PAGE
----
In both your business and your personal realm, operating within a set budget is a fact of life for healthy sustainability. You have to find a way to balance what you spend with what you earn so that you have the products and services you need, without paying for too much of what you don’t.
And How Does It Relate to Invoice Factoring?
So when retailers need more revenue, they may raise prices charging $4.50 instead of $4.00. You can also offer discounts on the front-end announcing “Price Reduced 20%” to get customers in the store. But this type of promotion may not work for all businesses particularly those with several large-account customers. Invoice discounting, sometimes confused for invoice factoring, is when the discount is given on the back-end. Like factoring accounts receivables, it particularly works best for companies that collect regular, large-dollar invoices.
Invoice Discounting Can Be Viewed as Factoring Receivables in Reverse
Known as the “2/10 Net 30” rule, invoice discounting means you offer a 2% discount to customers who pay the invoice within 10 days rather than the standard 30-days. Money in hand is better than money tied up in receivables. Invoice discounting can also foster strong business relationships since customers like getting a discount.
- Let’s take a look at invoice discounting in practice: Client X owes Business Z $1000, to be paid in 30 days. Business Z makes Client X an offer, “Pay me in 10-days, and I’ll give you a 2% discount.” Client X loves a good discount and quickly remits payment of $980. Business Z is content relinquishing the $20 for the fast payment and Client X is glad for the discount.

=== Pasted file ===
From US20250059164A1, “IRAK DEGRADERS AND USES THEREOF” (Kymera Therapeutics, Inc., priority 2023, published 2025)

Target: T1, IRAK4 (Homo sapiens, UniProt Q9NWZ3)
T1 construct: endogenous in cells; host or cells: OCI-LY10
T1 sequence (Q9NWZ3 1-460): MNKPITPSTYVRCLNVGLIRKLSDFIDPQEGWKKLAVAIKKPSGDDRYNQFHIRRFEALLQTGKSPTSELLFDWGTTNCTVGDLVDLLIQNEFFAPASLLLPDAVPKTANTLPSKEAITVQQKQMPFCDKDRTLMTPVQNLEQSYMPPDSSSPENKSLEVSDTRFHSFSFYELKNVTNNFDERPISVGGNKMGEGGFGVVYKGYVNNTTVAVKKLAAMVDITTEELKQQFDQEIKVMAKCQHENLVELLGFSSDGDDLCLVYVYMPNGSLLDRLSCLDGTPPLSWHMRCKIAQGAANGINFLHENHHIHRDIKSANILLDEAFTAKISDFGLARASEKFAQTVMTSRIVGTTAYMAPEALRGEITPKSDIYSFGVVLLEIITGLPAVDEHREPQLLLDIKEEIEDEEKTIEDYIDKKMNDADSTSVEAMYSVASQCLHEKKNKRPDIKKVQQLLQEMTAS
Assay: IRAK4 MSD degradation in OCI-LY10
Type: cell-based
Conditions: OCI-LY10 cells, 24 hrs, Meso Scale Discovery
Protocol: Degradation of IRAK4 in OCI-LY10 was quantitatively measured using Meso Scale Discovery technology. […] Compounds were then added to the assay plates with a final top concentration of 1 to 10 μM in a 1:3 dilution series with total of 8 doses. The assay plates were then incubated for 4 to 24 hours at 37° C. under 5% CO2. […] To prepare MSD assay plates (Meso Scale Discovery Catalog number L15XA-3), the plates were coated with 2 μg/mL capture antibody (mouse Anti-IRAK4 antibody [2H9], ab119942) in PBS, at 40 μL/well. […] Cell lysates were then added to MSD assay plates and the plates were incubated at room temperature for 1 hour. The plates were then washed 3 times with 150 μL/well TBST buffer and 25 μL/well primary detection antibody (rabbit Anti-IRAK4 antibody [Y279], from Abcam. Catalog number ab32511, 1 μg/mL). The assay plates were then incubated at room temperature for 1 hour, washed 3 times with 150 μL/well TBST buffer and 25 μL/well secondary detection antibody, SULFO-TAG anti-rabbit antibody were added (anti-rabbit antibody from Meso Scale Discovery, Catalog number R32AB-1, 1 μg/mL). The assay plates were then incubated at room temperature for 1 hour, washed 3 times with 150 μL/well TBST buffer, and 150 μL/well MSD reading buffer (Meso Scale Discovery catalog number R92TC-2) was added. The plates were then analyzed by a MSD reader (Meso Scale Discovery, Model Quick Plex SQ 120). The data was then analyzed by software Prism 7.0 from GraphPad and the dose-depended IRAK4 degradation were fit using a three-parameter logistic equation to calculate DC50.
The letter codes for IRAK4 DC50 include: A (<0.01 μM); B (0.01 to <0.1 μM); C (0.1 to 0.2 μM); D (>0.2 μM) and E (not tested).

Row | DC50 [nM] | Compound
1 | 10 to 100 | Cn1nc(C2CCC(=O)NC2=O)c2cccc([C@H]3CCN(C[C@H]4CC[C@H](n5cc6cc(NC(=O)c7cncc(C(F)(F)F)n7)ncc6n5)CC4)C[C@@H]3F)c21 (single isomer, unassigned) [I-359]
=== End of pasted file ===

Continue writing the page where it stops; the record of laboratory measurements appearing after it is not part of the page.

- Now let’s look at the same example using factoring accounts receivable instead: Client X owes Business Z $1000, to be paid in 30 days. Business Z doesn’t want to wait 30-days for the cash to come in so instead it reaches out to an invoice factoring company to get paid faster (within 2-3 days). The factoring company assesses the creditworthiness of Client X and decides it is reliable and pays Business Z the $980 (subtracting its 2% processing fee) and Business Z is happy to get paid right away. Client X pays the invoice factoring company within the usual 30-day billing cycle.
Two Sides of the Same Coin: Factoring Receivables and Invoice Discounting
In this way, invoice factoring or accounts receivable factoring, is viewed as the same but opposite of invoice discounting. Instead of you offering your customers a 2% discount for paying their bill early, you pay a 2-3% fee to the invoice factoring company in order to ensure you get paid sooner than the 30-day payment cycle. As part of the factoring services process, the factoring company will wait the full 30-days to get paid and the customer is none the wiser.